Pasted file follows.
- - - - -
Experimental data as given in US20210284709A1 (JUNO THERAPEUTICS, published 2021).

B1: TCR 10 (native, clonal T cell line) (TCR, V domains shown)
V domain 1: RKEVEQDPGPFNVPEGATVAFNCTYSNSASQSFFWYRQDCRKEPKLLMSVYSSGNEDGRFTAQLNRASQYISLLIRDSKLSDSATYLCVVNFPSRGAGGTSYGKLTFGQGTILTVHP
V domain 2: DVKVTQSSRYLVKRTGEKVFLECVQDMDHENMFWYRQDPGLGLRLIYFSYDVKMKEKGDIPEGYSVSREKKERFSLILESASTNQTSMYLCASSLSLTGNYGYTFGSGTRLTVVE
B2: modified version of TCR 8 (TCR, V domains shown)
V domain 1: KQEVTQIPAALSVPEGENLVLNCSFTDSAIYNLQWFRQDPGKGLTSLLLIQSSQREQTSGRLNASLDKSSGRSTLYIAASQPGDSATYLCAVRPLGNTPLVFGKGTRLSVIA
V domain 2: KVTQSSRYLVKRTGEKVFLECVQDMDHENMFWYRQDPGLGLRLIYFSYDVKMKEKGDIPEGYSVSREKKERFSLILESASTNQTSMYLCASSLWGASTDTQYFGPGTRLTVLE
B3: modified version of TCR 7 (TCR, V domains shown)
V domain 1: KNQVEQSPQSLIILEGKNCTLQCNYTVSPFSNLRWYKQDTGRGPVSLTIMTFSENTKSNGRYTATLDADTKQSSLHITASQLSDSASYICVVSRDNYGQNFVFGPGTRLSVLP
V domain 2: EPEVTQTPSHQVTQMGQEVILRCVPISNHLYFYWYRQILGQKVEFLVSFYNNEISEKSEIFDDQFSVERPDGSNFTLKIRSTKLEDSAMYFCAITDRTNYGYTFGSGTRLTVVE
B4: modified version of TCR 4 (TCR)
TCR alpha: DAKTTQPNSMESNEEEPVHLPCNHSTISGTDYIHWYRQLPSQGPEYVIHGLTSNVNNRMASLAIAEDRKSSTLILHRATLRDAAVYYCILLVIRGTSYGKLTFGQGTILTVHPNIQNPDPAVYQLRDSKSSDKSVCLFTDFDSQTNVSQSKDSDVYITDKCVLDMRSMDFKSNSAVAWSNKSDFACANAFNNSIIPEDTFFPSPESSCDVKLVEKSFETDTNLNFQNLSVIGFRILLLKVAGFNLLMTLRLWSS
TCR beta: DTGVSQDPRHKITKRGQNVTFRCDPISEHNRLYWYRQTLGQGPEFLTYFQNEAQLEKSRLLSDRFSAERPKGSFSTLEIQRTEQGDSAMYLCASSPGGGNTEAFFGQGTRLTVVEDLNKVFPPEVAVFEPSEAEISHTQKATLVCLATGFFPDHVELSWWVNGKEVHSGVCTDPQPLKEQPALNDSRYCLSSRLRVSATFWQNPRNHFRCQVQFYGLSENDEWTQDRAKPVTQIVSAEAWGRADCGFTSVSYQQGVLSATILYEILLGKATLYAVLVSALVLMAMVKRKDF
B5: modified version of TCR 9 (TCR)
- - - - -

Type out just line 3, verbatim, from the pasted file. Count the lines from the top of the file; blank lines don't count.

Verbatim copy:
V domain 1: RKEVEQDPGPFNVPEGATVAFNCTYSNSASQSFFWYRQDCRKEPKLLMSVYSSGNEDGRFTAQLNRASQYISLLIRDSKLSDSATYLCVVNFPSRGAGGTSYGKLTFGQGTILTVHP